Nikon Z30 review: upgrade from smartphone thanks to zoom

In this Nikon Z30 review, which I borrowed from Nikon Netherlands, I’m going to explore the capabilities of this vlogging camera. And although the Z30 is intended for video, I also tested its photography capabilities, including autofocus.

7.3Expert Score
Nikon Z30 quick review

The Nikon Z30 is Nikon's smallest system camera to date, designed for smartphone upgraders on a budget. The Z30 is meant for vlogging but, with its DX APS-C CMOS sensor, can also take 20-megapixel photos. The camera is very compact, making it suitable for travel, especially when paired with the small 16-50mm lens. While the autofocus, eye recognition, and tracking work well for video, it performs poorly for photos, which is odd since the overall photo quality is quite good. The Z30's internal microphones capture sound well, and there's also a microphone input, but it lacks a headphone jack. The Z30 is a good upgrade from a smartphone with a plug-and-play approach and offers advanced settings if the user desires.

  • Cheapest Nikon Z camera
  • Almost plug-and-play
  • Very compact and light
  • Good eye-autofocus in video
  • No crop in 4K video
  • Long battery life and fast charging
  • Photography autofocus is poor
  • No image stabilization
  • No headphone jack
  • No 4K 60fps
  • No viewfinder

Taken with the Nikon Z30.

Where can I buy the Nikon Z30?

The Nikon Z30 is available starting from £594, and for less than £799, you can get a complete kit.

Last Amazon price update was: September 25, 2023 1:57 pm
× Product prices and availability are accurate as of the date/time indicated and are subject to change. Any price and availability information displayed on (,,, etc) at the time of purchase will apply to the purchase of this product.

Table of Contents Nikon Z30 review

This review is 100% independent and not sponsored by Nikon Netherlands or any other party. Nikon provided the Nikon Z30 for testing without any conditions on the final verdict. This article is based on my personal experience with the camera, and I formed my opinion and conclusion based on that.

Nikon Z30 Test and Review: Introduction

The Nikon Z30 is the cheapest and smallest system camera offered by the Japanese company, designed for vloggers looking to upgrade from their smartphone. To keep the camera as compact as possible, there’s no electronic viewfinder. A significant advantage is the interchangeable lens capability. For this test and review, I used the standard 16-35mm f/3.5-6.3 VR kit lens. Nikon also provided me with the Smallrig multifunctional tripod (part of the vlogging kit), but the screw thread was too long, causing the camera to move. Conclusion about the tripod: entirely unusable, but that’s not Nikon’s fault.

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I can’t say much about the Smallrig tripod since the screw thread was too long, making the Z30 unstable. Not Nikon’s fault. The remote worked fine via Bluetooth.

The Nikon Z30 vlogging camera was introduced on August 5, 2022, and is a simpler version than the Nikon Z50 released in 2019. The target audience is clear: young vloggers, social media users, and photographers who want a small and cheap camera with good image quality.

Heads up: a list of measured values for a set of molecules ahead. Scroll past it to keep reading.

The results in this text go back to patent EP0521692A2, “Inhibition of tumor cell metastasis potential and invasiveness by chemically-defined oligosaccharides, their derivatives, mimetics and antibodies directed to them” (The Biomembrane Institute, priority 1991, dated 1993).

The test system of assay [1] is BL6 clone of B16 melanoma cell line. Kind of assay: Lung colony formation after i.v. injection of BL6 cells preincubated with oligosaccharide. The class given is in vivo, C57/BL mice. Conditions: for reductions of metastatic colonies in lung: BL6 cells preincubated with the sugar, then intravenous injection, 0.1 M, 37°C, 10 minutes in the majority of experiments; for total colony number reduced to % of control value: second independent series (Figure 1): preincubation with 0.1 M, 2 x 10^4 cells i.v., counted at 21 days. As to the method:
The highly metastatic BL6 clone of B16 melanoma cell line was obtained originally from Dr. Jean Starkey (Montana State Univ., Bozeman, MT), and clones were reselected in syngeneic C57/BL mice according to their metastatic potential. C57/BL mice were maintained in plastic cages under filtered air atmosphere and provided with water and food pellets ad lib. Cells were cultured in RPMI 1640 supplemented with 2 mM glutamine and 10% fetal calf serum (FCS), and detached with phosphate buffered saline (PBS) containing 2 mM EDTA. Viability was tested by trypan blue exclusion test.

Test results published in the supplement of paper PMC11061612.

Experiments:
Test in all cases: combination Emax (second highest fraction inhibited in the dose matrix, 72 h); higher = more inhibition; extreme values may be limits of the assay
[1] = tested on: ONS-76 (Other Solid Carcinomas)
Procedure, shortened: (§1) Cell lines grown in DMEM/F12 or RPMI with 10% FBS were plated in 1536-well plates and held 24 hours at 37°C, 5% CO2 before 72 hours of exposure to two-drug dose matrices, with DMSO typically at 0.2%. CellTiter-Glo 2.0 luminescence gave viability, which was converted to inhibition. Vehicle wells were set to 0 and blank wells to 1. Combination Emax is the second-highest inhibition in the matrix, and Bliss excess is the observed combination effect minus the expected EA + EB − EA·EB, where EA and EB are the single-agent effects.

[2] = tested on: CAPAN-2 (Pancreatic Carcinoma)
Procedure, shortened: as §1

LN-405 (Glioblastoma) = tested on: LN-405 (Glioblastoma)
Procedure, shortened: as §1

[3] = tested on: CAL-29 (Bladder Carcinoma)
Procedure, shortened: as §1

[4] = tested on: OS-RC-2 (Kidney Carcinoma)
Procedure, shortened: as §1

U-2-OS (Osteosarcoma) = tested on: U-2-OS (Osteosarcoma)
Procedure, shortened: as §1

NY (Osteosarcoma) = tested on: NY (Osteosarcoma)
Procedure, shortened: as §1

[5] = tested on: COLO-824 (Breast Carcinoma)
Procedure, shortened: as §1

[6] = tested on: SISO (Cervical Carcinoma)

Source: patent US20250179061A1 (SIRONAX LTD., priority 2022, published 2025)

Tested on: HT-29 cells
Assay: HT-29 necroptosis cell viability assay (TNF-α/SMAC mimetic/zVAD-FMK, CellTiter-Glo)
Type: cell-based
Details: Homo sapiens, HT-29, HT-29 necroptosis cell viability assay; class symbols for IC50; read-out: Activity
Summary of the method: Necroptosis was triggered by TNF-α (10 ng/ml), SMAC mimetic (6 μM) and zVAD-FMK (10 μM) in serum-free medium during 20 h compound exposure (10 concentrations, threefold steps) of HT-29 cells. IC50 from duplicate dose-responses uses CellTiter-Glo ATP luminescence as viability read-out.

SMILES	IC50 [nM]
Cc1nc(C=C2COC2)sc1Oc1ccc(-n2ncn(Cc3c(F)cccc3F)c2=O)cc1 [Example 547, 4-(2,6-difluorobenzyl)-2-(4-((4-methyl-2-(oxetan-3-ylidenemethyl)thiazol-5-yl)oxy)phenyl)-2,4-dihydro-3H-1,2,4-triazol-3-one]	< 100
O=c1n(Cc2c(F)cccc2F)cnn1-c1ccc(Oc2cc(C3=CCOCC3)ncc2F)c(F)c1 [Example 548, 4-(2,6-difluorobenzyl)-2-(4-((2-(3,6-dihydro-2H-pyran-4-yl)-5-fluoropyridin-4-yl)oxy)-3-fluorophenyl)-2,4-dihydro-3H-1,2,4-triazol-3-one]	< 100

Nikon Z30: Features

With an APS-C DX-format sensor and a 20.8 megapixel sensor, it’s possible to take photos that you can print in large sizes. Naturally, the Z30 is designed for vlogging, which is why it lacks an electronic viewfinder. It can shoot videos at a maximum resolution of 3860 x 2140 pixels (UHD 4K) and 30 frames per second. For 120fps slow motion, set the camera to Full HD and 1080P.

Specifications of Nikon Z30:

Nikon Z30 (2022) Nikon Z fc (2021)
Sensor APS-C 20.8MP CMOS APS-C 20.8MP CMOS
Processor Expeed 6 Expeed 6
Autofocus 209 AF points phase and contrast detection 209 AF points phase and contrast detection
Image Stabilization None None
ISO 100-51,200 (expanded to 204800) 100-51,200 (expanded to 204800)
Resolution Format 5568 x 3712 5568 x 3712
Video Max. 3840 x 2160 @ 24/25/30p, MOV, H.264, Linear PCM Max. 3840 x 2160 @ 24/25/30p, MOV, H.264, Linear PCM
Viewfinder None 2.36m dot, 100% coverage and 1.02x magnification
Memory Cards 1x UHS-I SDXC 1x UHS-I SDXC
LCD Screen and Resolution 3-inch 1.04-million dots vari-angle touchscreen 3-inch 1.04-million dots vari-angle touchscreen
Burst fps 11fps with AE/AF-tracking 11fps with AE/AF-tracking
Shutter min 30 sec / max. 1/4000 electronic min 30 sec / max. 1/4000 electronic
Battery EN-EL25 EN-EL25
USB Connections 1x USB-C 3.2 Gen 2 + charging (5 Gbit/Sec) 1x USB-C 3.2 Gen 1 + charging (5 Gbit/Sec)
HEIF Format No No
Body Size 128 x 74 x 60mm 135 x 94 x 44mm
Weight EN-EL25 445 grams
Price £594 for the body £879 for the body

Inside the camera, the EXPEED 6 processor is used, which allows you to take up to 11 photos per second with AF/AE tracking. Both animal and human detection and eye focus work for photos and video in uncompressed 4K and Full HD.

Lens Mount

The Z30 uses the Z-mount, providing access to all Z lenses. While there are many full-frame Z lenses available, there are few designed for an APS-C sensor. Fortunately, the Z30 is also available with an FTZ adapter, allowing you to use older F-mount lenses.


With the Nikon Z30 and 16-55mm lens. Photo: Yoreh Schipper / Camera Deals

Nikon Z30 Test and Review: Body and Usage

Small, compact, and light – that’s what Nikon aimed for with the Z30, and they succeeded. During my test days, it was convenient to carry a compact model, especially when the weight doesn’t become burdensome after a long day of shooting. The camera is certainly larger than a big smartphone but comes with a (compact) 16-55mm lens that retracts when not in use.